Assessments were conducted at admission, discharge and 12 months after discharge. 12 months after discharge, chat participants showed a substantially lower risk (24.7%) for negative outcome than controls (38.5%). Furthermore, the low dropout rate and the high session attendance supported the expectation that this novel offer met patients’ needs, and thus, opens a new avenue for the optimization of care for patients with mental disorders.

Wonder if insurance companies will start paying for group therapy sessions in “Second Life?”

 

Categories: Religion
  1. August 5, 2007 at 12:15 | #1

    In credibly popular online worlds are the perfect place to do online recruiting.  It shows you are up on technology, with the times so to speak.

  2. August 5, 2007 at 20:56 | #2

    The whole “online world” is too much for me to think about right now, after a busy day with a fair amount of exertion and sun.  I will make one observation … though it is very preliminary and unformed as of yet.

    The whole concept of a “world” in cyberspace is somehow quite strange, if not disturbing.  I think I am coming to the conclusion that the ‘net is (or should be) a tool for me.  (Note:  for me; YMMV)  The more I feel my way about what makes me ME, the more time I want to spend grounded to the earth, interacting with “natural” surroundings, getting to know the oxygen (as impure as it is) I breath, the food I eat, the visual and aural space that forms me.

    To go recruiting or evangelizing in cyberspace seems silly to me.

  3. Ted
    August 5, 2007 at 22:34 | #3

    To go recruiting or evangelizing in cyberspace seems silly to me.

    How else you going to get to the shutins? It seems natural that in heaven, people won’t weigh 350 lbs and look like comic book guy.

    This is picking extremely low hanging fruit, but nonetheless, fruit that needs picking.

    Some companies I work with are buying property and advertising in Second Life. So why not proselytizing?

  4. August 7, 2007 at 08:05 | #4

    I see recruiting in the virtual world as a way to reach the techno-savvy generation (i.e. those under the age of 18).  It’s important to show them that this University knows how to use technology.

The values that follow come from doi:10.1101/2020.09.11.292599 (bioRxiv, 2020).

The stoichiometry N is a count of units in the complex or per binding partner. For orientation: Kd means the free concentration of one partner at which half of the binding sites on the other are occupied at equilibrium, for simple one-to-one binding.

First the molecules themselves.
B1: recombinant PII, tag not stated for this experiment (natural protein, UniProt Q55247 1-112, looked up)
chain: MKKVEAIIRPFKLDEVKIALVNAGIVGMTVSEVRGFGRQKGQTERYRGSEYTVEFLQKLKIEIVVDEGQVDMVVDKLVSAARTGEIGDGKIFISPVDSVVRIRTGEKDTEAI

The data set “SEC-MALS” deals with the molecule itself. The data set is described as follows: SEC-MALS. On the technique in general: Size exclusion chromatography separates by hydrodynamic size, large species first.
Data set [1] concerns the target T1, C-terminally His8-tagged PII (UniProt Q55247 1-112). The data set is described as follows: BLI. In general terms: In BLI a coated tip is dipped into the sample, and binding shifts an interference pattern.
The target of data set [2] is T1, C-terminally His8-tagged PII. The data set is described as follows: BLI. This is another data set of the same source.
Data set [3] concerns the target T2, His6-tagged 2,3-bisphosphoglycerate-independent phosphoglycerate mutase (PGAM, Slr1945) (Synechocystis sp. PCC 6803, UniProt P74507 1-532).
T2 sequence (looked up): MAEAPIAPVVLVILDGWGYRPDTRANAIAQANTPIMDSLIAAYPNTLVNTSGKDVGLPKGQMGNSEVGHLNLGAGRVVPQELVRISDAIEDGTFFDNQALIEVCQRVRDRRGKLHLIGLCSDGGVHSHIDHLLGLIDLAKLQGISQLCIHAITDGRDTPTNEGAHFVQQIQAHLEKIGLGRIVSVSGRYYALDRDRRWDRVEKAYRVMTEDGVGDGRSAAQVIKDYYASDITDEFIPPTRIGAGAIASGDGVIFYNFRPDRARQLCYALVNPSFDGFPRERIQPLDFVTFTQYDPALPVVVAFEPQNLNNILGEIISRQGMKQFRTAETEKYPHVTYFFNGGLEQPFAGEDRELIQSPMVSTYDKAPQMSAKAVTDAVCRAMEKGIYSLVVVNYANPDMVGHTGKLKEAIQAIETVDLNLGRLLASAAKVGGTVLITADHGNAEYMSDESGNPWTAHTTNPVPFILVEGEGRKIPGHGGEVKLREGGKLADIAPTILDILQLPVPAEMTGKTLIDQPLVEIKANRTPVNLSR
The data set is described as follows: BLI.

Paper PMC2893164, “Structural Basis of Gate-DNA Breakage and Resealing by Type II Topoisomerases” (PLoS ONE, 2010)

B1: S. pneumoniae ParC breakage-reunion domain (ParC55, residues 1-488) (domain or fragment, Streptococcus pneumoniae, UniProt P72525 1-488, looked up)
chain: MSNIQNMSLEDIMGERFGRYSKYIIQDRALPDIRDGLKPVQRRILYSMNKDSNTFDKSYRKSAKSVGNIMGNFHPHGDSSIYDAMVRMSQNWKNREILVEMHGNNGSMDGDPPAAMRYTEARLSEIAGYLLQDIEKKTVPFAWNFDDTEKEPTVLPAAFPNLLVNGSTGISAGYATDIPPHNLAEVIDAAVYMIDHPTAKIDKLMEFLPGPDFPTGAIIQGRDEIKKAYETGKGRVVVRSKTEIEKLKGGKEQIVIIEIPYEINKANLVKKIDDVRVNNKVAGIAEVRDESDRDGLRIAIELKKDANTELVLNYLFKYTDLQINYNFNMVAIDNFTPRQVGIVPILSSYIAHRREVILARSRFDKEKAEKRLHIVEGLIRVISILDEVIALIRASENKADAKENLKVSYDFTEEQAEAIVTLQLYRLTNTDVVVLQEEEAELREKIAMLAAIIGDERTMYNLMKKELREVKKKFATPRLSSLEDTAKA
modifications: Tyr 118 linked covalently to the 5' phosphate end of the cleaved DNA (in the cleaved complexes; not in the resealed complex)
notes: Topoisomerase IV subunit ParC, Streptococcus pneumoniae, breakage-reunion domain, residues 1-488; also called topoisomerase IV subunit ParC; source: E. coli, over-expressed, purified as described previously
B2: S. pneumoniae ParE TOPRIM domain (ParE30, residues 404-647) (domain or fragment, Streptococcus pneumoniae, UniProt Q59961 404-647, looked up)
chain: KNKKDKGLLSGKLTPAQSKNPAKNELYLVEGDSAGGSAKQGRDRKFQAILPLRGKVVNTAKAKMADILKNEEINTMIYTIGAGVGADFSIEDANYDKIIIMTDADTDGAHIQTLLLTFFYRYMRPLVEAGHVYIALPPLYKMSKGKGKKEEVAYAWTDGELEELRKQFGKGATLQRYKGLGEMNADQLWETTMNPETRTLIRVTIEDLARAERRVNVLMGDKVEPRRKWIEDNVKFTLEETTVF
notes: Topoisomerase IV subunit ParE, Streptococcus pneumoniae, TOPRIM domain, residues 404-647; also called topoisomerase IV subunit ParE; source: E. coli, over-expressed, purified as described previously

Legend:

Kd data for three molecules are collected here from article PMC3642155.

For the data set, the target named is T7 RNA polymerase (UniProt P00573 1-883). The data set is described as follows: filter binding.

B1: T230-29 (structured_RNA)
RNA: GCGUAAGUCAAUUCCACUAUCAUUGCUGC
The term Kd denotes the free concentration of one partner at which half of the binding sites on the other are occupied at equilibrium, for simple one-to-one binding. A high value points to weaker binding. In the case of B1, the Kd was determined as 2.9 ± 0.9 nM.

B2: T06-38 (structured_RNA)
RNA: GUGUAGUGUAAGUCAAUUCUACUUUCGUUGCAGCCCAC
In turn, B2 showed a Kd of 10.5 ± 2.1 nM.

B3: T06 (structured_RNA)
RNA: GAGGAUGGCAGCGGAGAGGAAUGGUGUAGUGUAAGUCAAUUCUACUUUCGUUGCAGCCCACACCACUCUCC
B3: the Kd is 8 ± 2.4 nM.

When I was an undergrad I heard students complain whenever an instructor used an overhead projector and Sharpie to teach a class.  And rightfully so.

    Plus as Ted said, you get the shutins.  The way I look at it, if Universities recruited in WOW (World of Warcraft) they could get all the shutins they need.  Essentially wiping out sex, STDs, drinking, drugs, and more. lol.gif

  5. Lucas
    August 9, 2007 at 23:23 | #5

    Webs05:  Do you honestly think that overhead projectors are actually that different from PowerPoints?  I’ve seen good and bad use of overhead projectors (more bad than good).  To be honest, I don’t remember ever taking a class taught with a powerpoint which was actually a well-taught class…

  6. August 10, 2007 at 08:55 | #6

    Do you honestly think that overhead projectors are actually that different from PowerPoints?

    I think my complaints, and others, are not so much on the overhead themselves but how it seems the professors that use them have horrible writing, and crowd the hell out of the space they have.  That’s not to say PowerPoint would make them a genius, but I can read computer font.  Human font is sometimes trickier.  So yes, I guess it’s not the fault of the machine.

    To be honest, I don’t remember ever taking a class taught with a powerpoint which was actually a well-taught class…

    Your right here.  I actually had one class where the teacher effectively used PowerPoint.  It was Industrial Organizational Psychology with Dr. Binning.  The man was witty, smart, and new how to get across a message.  But was an anomaly for the most part.

    I still don’t see what the purpose of using the Overhead projector over a document camera is.

  7. August 10, 2007 at 17:14 | #7

    Update:  Maybe the Jesuits can help this guy.  Talk about being lost in an artificial world… he’s close to being a Talosian.  (irony intended)